But Ritchie thinks the scenario is unlikely. "The SNP has staked its political credibility on getting rid of Trident - it's unlikely to concede. The MoD would also find it very uncomfortable to have the UK's nuclear deterrent in another country, even if it was a sovereign UK territory," he says.

Earlier this year, First Minister Alex Salmond, leader of the SNP, ruled out the prospect of a "Cyprus-style" leaseback scheme. Chalmers says this is a distraction. "A sovereign base area would be UK territory, but a foreign base is different. The SNP has already conceded four years of basing to 2020, so there is no point of principle in extending this for some more years," he says.

Another option would be to change the UK's nuclear deterrent to an airborne or land-based system, according to Williams. However, they have been dismissed as too vulnerable and highly problematic the past.

But Chalmers believes it probably would be possible to find an alternative home for Trident - "given time and political will". But it would not be easy, he says.

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Here are a selection of readers' suggestions for other places Trident could go.

They could relocate to Scapa Flow if Orkney (and Shetland) were given the right not to be part of any independent Scotland, should their votes in September be in favour of Union. Still an expensive option.

Steve Cobb, London, UK

Could the Royal Navy move the Vanguard submarines to the North east for example the Jarrow /Hartlepool areas and find a nearby area to store the warheads, we would welcome 8000 jobs with open arms in this area. There are coastal areas that aren't tidal and Hartlepool used to be a Royal Naval dockyard which would hold strategic significance with it being a North Sea coastal area.

Richard Stoker, Bishop Auckland

Weymouth would have been idea place but MPs have screwed up that option. So how about the Falkland Islands.

Roger, Oxon

How about placing the Trident Program on a mid-Atlantic Island such Ascension or some other. After all this was used during the Falklands campaign.

Dermot Mills, Dublin, Ireland

What about Portsmouth?. It is a larger Dockyard than Devonport. The channels leading to it are already being dredged for the new carriers. Portsmouth's other advantage is there are a lot of other naval establishments close by which may help with the missiles. Biggest problem is there are lots of people, they may not want it, but they are trying to keep the dockyard open.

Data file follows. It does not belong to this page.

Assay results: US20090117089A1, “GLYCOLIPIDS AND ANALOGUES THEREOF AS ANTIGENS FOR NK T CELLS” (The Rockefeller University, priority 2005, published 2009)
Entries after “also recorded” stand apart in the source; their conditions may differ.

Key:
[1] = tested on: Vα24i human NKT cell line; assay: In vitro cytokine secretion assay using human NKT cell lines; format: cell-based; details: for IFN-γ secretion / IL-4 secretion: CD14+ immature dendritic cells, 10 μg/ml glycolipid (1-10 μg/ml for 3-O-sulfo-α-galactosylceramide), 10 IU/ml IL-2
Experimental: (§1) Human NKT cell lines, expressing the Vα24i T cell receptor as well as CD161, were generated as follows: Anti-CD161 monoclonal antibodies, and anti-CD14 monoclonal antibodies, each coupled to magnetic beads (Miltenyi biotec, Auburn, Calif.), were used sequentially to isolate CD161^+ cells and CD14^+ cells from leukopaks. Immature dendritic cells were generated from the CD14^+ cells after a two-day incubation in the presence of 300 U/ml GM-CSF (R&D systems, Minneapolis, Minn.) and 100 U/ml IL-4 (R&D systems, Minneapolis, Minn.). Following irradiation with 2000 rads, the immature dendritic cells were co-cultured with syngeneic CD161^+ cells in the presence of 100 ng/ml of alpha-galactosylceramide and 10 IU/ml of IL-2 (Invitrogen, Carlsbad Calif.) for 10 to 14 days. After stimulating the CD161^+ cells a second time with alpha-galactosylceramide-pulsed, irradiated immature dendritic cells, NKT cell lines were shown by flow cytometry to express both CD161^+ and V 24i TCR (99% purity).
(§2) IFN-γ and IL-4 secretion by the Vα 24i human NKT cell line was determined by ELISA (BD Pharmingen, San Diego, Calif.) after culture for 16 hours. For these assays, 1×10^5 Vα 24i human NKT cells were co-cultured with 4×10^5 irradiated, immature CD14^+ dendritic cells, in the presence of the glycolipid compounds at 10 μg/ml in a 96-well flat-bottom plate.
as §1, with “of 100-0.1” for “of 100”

Simon Board, Magor, Wales

This is sailing ship thinking. The days when natural harbours were the only option are long gone, a new facility could easily be constructed close to shore and probably off the North Devon coast where there is deep water relatively close to the shoreline. Alternatively incorporation into a future Severn Barrage might even be an option. The cost of and relocation to a new site would not be as expensive or as difficult as imagined once people star to consider the problem rationally. Existing nuclear facilities like airports are always expensive to extend and develop where as a greenfield project free of the normal operational constraints is cheaper and faster to build and does not have to compromise on safety. A solution just needs joined up thinking. This is not a difficult project to construct and the south west would welcome the jobs and it would not be that far from Devonport, just build new land like everyone else!

Steve T , Bridgwater, Somerset

How about putting the nuclear facility off the Isle of man or even Isles of Scilly somewhere? Going to France or even Wales could be a future problem. If we have a disagreement with France in the future or Wales seeks independence there's another timely and costly move. Another alternative could be Foulness, Isle of Sheppy.

Philip James, Great Dunmow

What about Strangford Lough, in Northern Ireland? It has a fairly narrow entry channel, but once in the lough there would be enough room to have the submarine base and warhead storage on opposite sides.

Sam Fitzgerald, Cambridge, UK

I'll nominate Ramsgate! Since losing all of its cross channel ferry operations there, there is a large docks area doing nothing except for marina operations. I'm sure the local population would appreciate the jobs!

AJ Steele, Esbjerg, Denmark

Put the boats in the Thames. Why should London get all the cultural money, the investment money, etc., and expect the rest of these islands to look after the nasty or dangerous bits?

Alan Atkinson, Kent

They could be based in Bermuda, we are a colony midway between the USA and Europe.

David duMont, Paget, Bermuda

If Scotland 'wins' independence in September, it is likely that Orkney and Shetland will seek greater devolution, if not independence themselves. Orkney (Scapa Flow) might make a suitable base. Milford Haven wouldn't be suitable because of access - and a conflict of interest in terms of safety with the refineries. The arguments already made against Devonport rule this location out.